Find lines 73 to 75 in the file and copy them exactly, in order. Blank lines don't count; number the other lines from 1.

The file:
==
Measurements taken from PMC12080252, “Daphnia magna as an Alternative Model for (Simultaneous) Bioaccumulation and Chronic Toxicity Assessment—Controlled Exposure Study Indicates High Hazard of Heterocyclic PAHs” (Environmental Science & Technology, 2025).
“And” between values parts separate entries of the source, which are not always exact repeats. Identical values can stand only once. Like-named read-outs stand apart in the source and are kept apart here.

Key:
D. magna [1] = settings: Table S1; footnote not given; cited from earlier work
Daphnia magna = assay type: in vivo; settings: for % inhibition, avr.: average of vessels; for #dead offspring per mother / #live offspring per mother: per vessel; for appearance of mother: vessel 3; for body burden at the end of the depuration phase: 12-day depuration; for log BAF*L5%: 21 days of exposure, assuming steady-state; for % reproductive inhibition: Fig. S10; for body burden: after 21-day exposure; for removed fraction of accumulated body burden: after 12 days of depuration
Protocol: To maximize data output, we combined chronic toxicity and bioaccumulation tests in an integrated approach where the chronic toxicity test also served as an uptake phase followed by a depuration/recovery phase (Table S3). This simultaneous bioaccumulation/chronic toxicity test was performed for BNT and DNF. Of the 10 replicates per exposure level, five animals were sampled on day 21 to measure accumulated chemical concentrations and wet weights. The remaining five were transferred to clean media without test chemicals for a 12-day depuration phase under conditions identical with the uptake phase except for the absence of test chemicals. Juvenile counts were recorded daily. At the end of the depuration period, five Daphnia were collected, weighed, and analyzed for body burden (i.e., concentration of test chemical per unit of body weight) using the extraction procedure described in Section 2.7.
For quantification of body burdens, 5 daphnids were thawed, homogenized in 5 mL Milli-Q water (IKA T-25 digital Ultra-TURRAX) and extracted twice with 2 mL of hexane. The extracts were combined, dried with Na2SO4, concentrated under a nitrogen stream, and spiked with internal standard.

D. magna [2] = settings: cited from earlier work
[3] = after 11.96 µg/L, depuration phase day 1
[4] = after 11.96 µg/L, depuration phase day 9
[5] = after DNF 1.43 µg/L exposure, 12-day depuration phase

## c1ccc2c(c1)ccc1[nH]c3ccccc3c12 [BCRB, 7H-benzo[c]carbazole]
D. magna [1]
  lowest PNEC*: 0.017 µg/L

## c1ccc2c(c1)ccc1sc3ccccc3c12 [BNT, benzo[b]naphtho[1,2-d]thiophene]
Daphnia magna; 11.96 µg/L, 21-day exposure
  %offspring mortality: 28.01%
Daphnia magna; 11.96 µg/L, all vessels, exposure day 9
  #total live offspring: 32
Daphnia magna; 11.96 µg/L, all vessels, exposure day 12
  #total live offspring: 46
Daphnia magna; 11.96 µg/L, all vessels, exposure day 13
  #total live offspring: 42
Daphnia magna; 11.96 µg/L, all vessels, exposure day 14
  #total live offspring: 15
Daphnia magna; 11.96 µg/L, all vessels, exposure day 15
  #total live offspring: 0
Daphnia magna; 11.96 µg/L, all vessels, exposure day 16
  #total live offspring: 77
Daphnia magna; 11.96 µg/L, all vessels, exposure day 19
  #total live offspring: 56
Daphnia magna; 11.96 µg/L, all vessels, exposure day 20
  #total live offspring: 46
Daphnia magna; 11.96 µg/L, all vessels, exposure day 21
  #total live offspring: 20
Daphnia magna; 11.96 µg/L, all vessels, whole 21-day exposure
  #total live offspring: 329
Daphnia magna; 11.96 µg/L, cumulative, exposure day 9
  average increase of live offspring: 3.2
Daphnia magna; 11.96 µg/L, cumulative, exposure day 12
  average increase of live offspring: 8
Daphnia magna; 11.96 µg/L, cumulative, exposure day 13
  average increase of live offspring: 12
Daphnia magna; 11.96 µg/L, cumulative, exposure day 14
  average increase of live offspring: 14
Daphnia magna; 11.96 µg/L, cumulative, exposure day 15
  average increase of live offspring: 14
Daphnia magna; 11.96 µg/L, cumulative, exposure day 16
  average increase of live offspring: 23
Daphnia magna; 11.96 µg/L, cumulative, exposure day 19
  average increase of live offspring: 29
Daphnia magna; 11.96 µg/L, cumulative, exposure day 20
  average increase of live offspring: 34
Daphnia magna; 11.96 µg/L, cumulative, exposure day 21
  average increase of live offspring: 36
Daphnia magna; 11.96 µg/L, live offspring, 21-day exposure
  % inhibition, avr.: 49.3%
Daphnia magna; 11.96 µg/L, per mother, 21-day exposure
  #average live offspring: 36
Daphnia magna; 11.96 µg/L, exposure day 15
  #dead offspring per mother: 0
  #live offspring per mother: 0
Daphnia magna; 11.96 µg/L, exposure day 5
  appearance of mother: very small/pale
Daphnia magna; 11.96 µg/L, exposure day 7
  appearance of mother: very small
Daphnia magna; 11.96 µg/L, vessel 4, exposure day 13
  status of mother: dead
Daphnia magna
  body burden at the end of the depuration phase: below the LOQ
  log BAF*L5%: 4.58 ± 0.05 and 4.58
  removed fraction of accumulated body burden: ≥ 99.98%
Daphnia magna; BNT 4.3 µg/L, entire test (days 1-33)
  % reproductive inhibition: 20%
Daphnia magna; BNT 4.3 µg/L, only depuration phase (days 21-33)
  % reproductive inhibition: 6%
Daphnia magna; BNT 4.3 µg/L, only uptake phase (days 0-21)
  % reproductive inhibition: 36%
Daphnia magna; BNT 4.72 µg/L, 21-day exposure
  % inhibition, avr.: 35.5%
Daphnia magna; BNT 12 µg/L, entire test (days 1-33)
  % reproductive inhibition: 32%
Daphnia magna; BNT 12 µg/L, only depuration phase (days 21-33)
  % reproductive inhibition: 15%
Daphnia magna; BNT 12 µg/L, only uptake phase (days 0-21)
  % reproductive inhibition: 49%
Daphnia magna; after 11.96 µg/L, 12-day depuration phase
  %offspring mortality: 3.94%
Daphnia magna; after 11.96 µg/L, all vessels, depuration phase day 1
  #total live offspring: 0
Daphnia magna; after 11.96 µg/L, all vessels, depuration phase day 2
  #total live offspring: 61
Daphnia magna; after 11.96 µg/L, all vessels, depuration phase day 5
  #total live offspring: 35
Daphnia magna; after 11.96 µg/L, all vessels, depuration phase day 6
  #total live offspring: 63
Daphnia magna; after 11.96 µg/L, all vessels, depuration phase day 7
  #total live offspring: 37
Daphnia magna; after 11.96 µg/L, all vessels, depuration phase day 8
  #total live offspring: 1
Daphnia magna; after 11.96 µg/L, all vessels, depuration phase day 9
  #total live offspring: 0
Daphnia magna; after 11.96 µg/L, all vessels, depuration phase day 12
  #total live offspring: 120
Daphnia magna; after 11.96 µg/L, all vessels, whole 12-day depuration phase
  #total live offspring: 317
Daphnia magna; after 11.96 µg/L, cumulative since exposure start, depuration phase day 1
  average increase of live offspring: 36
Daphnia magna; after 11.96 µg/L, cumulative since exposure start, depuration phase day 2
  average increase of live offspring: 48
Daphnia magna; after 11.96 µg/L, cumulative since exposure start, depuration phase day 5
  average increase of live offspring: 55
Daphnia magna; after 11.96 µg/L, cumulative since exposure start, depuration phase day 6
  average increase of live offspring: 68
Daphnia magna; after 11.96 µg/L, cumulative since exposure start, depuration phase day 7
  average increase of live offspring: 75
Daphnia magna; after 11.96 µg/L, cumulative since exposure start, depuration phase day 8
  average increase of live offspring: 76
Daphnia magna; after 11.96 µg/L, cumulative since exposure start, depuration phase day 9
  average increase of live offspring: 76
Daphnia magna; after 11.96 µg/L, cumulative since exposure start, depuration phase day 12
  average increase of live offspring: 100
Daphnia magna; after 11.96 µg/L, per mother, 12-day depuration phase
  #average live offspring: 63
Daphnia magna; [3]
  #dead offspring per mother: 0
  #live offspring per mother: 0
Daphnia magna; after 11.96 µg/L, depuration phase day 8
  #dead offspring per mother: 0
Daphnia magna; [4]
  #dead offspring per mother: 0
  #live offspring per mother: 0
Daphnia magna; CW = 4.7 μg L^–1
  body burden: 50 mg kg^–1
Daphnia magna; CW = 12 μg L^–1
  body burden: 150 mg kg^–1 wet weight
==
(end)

Daphnia magna; BNT 4.3 µg/L, entire test (days 1-33)
  % reproductive inhibition: 20%
Daphnia magna; BNT 4.3 µg/L, only depuration phase (days 21-33)